BCTV and TSWV are existential threats to the processing tomato industry - threats which we currently have no built in genetic resistance for. With promising field trials at the West Side Research and Extension Center in the past two seasons showing WFT control and the possibility of leafhopper control this researcher from Cornell, working with Cornell produced tomato lines, is two years away from releasing lines to seed companies which will be ready to be used for rapid transfer of the desired traits. This project has 1:1 matching dollar support from the seed industry.
Breeding for Water Stress Tolerance by Combining Two Wild Species in Tomato
Dina St. Clair & Amy Groh
Leaning on the genetics of wild tomato, specifically S. habrochaites and S. pennelli, this team is working to make the genetics specific to water use efficiency (WUE) and water stress tolerance more readily available to the breeding community. The end result of this work is expected to be fully characterized introgression lines that can serve as a base resource for incorporating the desired traits of WUE and water stress tolerance into current commercial material.
Insect & Invertebrate Management
Evaluation of alternative nematicides for the control of Root-Knot Nematodes of processing tomatoes
Performing field trials at the Kern County UCCE Research Station, this team has previously alerted the industry to the significance of Nimitz®, Velum ®, and Salibro ®. These are trials that the CTRI will support, in full, in years where new products are coming on the market. Products added to the trials in 2020 will be Calcium Cyanamide and a product in development from Syngenta. Significant cost sharing with industry and other commodity boards allows this work to continue.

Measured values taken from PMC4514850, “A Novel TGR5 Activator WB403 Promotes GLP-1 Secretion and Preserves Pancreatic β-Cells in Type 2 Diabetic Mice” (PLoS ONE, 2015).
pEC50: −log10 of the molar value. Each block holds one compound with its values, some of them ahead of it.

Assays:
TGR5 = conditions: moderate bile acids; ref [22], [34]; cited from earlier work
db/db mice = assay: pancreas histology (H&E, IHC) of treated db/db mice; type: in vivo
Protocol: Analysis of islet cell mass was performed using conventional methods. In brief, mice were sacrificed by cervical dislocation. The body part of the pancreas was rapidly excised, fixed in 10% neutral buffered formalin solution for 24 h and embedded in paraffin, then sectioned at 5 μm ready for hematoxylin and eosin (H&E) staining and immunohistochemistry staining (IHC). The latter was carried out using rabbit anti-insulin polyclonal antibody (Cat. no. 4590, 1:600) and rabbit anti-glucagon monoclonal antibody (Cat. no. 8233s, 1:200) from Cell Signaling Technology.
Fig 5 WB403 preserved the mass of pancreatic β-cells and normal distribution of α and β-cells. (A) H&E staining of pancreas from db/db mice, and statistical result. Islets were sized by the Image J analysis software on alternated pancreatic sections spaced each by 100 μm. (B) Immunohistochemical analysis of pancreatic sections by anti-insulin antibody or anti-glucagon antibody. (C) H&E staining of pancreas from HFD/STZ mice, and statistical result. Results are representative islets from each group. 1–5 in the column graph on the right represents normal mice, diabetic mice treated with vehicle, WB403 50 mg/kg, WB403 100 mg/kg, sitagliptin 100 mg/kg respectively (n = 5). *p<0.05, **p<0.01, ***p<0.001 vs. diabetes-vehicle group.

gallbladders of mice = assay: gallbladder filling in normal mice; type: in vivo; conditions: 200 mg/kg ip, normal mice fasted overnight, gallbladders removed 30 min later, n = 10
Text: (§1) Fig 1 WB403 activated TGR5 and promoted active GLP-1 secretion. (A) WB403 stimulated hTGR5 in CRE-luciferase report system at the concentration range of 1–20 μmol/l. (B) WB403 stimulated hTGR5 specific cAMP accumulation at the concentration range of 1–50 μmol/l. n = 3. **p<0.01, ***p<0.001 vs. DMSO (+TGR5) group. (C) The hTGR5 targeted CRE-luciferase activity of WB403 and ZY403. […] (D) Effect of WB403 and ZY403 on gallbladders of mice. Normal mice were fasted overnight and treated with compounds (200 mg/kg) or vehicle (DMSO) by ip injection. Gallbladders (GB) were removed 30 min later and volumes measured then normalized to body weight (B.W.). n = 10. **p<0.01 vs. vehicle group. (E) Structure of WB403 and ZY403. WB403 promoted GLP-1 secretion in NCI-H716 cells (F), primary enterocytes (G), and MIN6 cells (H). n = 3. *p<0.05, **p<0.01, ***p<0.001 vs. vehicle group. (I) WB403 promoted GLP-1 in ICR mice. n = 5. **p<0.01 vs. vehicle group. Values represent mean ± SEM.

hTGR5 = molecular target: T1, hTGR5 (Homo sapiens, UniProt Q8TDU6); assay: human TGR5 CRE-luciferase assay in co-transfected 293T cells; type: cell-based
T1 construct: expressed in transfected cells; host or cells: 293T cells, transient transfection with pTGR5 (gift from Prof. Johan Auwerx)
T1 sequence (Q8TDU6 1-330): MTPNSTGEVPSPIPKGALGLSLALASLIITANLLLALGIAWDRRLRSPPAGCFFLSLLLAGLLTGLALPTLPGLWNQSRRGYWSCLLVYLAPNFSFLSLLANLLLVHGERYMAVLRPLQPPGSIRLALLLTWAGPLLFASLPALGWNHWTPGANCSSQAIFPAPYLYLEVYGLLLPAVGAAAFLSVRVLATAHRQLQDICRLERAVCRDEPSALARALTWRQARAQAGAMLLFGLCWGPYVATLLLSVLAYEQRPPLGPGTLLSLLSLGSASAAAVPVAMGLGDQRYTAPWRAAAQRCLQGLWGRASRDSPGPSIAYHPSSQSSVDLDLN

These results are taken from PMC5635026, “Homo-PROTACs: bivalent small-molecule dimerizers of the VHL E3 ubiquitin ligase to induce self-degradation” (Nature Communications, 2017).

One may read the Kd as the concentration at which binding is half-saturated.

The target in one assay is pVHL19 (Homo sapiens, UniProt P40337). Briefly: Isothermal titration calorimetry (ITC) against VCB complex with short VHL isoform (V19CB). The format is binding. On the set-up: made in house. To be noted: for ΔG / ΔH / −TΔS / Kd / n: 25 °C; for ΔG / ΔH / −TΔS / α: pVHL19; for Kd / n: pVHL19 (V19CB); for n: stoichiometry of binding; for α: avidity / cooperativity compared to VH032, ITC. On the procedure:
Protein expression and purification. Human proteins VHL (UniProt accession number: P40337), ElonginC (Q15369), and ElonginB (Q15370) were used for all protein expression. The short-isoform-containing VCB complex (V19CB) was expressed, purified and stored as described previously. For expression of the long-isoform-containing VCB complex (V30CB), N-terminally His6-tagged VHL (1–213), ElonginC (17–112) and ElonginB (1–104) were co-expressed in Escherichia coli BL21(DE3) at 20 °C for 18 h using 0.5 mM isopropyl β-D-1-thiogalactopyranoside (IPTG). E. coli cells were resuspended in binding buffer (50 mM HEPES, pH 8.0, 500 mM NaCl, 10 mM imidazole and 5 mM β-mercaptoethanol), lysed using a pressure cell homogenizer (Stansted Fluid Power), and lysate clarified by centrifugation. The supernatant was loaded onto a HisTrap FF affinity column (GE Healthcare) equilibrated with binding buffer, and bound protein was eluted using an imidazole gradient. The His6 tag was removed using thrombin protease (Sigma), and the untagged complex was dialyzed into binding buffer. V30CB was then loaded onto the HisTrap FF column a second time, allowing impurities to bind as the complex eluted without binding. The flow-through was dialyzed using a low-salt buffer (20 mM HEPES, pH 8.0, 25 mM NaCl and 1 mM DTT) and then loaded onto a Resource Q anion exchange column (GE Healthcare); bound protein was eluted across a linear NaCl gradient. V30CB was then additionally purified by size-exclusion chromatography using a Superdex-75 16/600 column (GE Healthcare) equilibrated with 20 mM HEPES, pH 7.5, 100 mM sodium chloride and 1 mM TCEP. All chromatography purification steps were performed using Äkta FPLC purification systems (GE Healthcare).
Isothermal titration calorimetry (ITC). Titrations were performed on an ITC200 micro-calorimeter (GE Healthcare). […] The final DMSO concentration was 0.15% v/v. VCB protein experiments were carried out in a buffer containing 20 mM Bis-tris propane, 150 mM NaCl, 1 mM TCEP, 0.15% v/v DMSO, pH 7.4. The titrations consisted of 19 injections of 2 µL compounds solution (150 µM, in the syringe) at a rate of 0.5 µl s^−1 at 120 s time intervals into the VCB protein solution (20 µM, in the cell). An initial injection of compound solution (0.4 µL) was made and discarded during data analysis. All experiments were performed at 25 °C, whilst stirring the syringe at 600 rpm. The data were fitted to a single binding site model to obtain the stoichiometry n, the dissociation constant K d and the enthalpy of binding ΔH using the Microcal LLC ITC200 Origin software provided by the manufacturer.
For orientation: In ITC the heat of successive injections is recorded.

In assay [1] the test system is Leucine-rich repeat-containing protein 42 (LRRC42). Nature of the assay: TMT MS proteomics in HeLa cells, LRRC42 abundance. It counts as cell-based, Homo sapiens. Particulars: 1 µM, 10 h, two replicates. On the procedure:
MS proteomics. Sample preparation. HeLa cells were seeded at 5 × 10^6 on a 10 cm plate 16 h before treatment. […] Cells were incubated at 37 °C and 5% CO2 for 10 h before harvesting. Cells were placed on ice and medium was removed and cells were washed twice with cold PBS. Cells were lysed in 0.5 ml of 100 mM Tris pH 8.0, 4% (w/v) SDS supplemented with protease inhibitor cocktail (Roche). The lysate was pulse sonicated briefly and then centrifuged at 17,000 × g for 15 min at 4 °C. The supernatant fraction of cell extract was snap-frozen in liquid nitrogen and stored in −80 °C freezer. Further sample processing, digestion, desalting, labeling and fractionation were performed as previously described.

Consperse Stink Bug IPM Update
Besides basic IPM tactics (keeping borders clean, etc.) our industry has little knowledge of effective control measures for this pest of economic significance, particularly those control measures possible once a problem is discovered. This proposal is not simply a reboot of past work, using past learnings while bringing in new collaborators, the objectives include trap optimization, alternative spray technology, and chemical efficacy.
The resistance breaking strain of TSWV in California processing tomatoes: monitoring, improved detection and screening for resistance
Bob Gilbertson & Neil McRoberts
Resistance breaking (RB) TSWV strains, confirmed in 2016, now pose a major threat to the utility of resistant varieties across all growing regions. The expectation of this ongoing work is to develop and extend resistance management tools (including diagnostics) AND discover new sources of genetic resistance.
Beet Leafhopper Efficacy Comparison
A project in cooperation with the BCTV Control Board, the aim is to gather information on possible alternative treatment options, both conventional and organic, for this pest of annual economic significance.
Varietal response to resistance breaking TSWV
Working directly in dealer trials flagged to have high TSWV pressure, this researcher ran a pilot of this study in 2017, which was scaled up in 2018 and 2019. The 2020 project (using no new funds – only carryover funds from 2018 and 2019) will add more data points, building on the significance of prior year’s trials. With no quickly transferable sources of genetic resistance believed to have been identified to date, understanding the tolerance of our current commercial varieties will be increasingly important in areas of high pressure.
Evaluation of Streptomyces isolates as biocontrol agents for Southern Blight of Tomato
Southern blight is a continuing challenge in those areas and fields which have historically held high populations of the fungal pathogen, particularly those areas with limited rotational options. This proposal from CSU Bakersfield brings in preliminary data from collected Bakersfield production area soils. Southern blight in-season management has proven itself as practically impossible due to the constraints surrounding getting effective materials into the crown of the tomato plant. The proposed solution sidesteps this challenge by utilizing living populations of biocontrol agents which are understood to be maximally effective against Southern blight (and potentially other soil-borne pathogens).